The U.S. Department of Energy (DOE) today announced awards totaling $137 million for small businesses in 30 states.  The 120 projects include projects addressing multiple mission areas across the Department including clean energy, cybersecurity, high energy physics, and nuclear nonproliferation.

The selected projects include six funded through DOE’s Bioenergy Technologies Office (BETO). The BETO-funded projects cover topics from waste-to-energy, to plastics recycling, to sustainable aviation fuel, and more.

“Research and innovation from small businesses are some of the most important work that is being done to build our bioenergy economy,” said BETO Director, Valerie Sarisky-Reed. “The selected projects span BETO’s portfolio and provide crucial next steps for our work.”

American small business plays a critical role in facilitating the transition from discovery to innovation, helping create a bridge between the scientific laboratory and the commercial marketplace. DOE Small Business Innovation Research (SBIR) and Small Business Technology Transfer (STTR) awards strive to transform DOE-supported science and technology breakthroughs into viable products and services. The awards also support the development of specialized technologies and instruments that aid in scientific discovery. 

Through the SBIR/STTR program across the federal government, small business powers the U.S. economy and generates thousands of jobs, both directly and indirectly.

Funded through the DOE’s SBIR/STTR program, today’s selections are for Phase II research and development.  Small businesses that demonstrated technical feasibility for innovations during their Phase I grants competed for funding for prototype or processes development during Phase II.  In addition, prior Phase II awardees competed for second or third Phase II awards to continue prototype and process development.  The median Phase II award is $1,100,000 for a period of two years.  The funding for the selected projects comes from the DOE’s Office of Science. 




Funding Amount

Invizyne Technologies, Inc.

Cell-Free Production of Terpenoid Chemical Astaxanthin Using Crude Cofactor Lysates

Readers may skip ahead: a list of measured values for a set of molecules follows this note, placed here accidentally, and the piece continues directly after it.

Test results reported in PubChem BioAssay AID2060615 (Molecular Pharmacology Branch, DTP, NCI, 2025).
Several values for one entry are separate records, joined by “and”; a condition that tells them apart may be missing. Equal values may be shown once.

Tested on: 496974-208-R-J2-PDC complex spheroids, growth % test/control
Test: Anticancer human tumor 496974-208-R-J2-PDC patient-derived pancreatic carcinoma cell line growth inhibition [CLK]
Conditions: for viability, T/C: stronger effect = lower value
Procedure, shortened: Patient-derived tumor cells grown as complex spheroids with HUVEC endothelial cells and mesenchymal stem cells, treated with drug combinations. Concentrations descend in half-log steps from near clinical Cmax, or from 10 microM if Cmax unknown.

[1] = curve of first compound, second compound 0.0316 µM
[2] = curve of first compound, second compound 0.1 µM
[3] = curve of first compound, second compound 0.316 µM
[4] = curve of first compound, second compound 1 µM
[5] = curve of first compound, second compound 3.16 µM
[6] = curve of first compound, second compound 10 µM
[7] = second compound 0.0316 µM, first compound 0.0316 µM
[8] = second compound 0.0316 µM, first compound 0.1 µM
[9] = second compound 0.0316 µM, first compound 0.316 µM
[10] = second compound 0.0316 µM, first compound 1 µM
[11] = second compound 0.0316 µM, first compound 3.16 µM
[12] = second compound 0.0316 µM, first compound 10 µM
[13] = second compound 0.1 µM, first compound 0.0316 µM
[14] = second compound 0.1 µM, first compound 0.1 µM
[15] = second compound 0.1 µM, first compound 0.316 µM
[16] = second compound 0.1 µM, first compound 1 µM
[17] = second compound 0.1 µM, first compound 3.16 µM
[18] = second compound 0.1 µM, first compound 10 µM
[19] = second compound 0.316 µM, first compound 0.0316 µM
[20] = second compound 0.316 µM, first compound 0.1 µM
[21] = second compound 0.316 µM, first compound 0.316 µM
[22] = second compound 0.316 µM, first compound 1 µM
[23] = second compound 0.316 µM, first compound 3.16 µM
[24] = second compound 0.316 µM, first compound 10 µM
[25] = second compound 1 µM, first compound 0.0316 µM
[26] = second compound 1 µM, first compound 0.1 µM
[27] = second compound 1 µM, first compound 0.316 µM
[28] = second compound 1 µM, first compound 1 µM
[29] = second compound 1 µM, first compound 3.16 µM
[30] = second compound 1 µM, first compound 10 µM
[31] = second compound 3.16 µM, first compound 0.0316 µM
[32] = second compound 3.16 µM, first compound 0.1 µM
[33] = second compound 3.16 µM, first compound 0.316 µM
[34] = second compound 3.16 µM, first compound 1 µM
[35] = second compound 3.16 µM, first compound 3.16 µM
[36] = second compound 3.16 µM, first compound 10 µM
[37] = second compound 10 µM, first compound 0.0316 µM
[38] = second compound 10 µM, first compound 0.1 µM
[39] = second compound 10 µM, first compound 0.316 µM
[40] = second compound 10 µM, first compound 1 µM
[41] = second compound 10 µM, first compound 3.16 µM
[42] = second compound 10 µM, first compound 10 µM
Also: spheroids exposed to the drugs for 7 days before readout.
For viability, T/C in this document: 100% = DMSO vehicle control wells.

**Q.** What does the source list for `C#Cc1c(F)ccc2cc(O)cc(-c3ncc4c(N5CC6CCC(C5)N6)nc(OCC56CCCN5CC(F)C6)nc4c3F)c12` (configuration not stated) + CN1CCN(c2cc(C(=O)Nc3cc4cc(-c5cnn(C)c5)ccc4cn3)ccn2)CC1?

There is a critical need to improve the efficiencies of bio-based chemical to compete with and displace petrochemicals. This project will develop a promising new technology for efficient bioconversions by utilizing waste streams of microorganisms to reduce the cost of cofactors, one of the major cost drivers of the process.



iZen ai, Inc.

Skill In a Flash (SIF)

The lack of skilled workers is hindering the growth of the US bioeconomy, disproportionately affecting small and rural businesses, and also impacting representation and inclusivity. This innovation provides a platform to deliver workplace-aligned eLearning programs to rural businesses, schools, and underserved communities with or without Internet/computers, making eLearning more equitable.





Efficient Compatibilization of Isotactic Polypropylene (iPP) and High-density Polyethylene (HDPE) Blends

Mixed plastic recycling rates are low, as common polymers are difficult to separate, and resulting blends exhibit poor mechanical properties. Intermix proposes to develop a cost-effective method for creating blended polymers with superior mechanical properties rivaling virgin plastics, to encourage a more circular plastics economy.


Hexas Biomass Inc.

High Yield Bioenergy Crop Production for Fertilizer Runoff Capture, Soil Stabilization, and Soil Regeneration in Northern California

Hexas Biomass Inc. will focus its Phase II SBIR grant work on making sure the non- wood biomass it produces is optimal to produce sustainable aviation fuel to support decarbonization of the aviation industry through the use of biomass for fuel.



Minitorr: Small-Scale, Portable, Decentralized, Community-Scale Biomass Pretreatment Systems to Reduce Feedstock Procurement Costs and Advance Rural Climate Justice

Rural communities are often shut out from the benefits of bioeconomy as their crop/forest residues are too loose, wet, bulky, and expensive to transport to centralized bioconversion facilities. Takachar develops small-scale, low-cost, portable systems that can latch onto the back of tractors and pick-up trucks to deploy to rural communities to locally upgrade/densify the non-merchantable residues into higher-value products for local consumption or for transportation at more than 50% reduced cost. This is expected to generate new jobs in underserved rural communities, reduce residue buildup that often causes catastrophic wildfires, and mitigate both local air pollution and greenhouse gas emissions.


Rockytech, Ltd

Polyolefin Upcycling Through Dynamic Covalent Crosslinking

The ever-increasing production of plastics, their rapid disposal, and the current poor recycling mechanisms have raised significant concerns over the detrimental impacts of plastic waste on the environment and human health. We develop a readily scalable upcycling method to transform low-grade recycled thermoplastic blends into value- added materials through reactive compatibilization.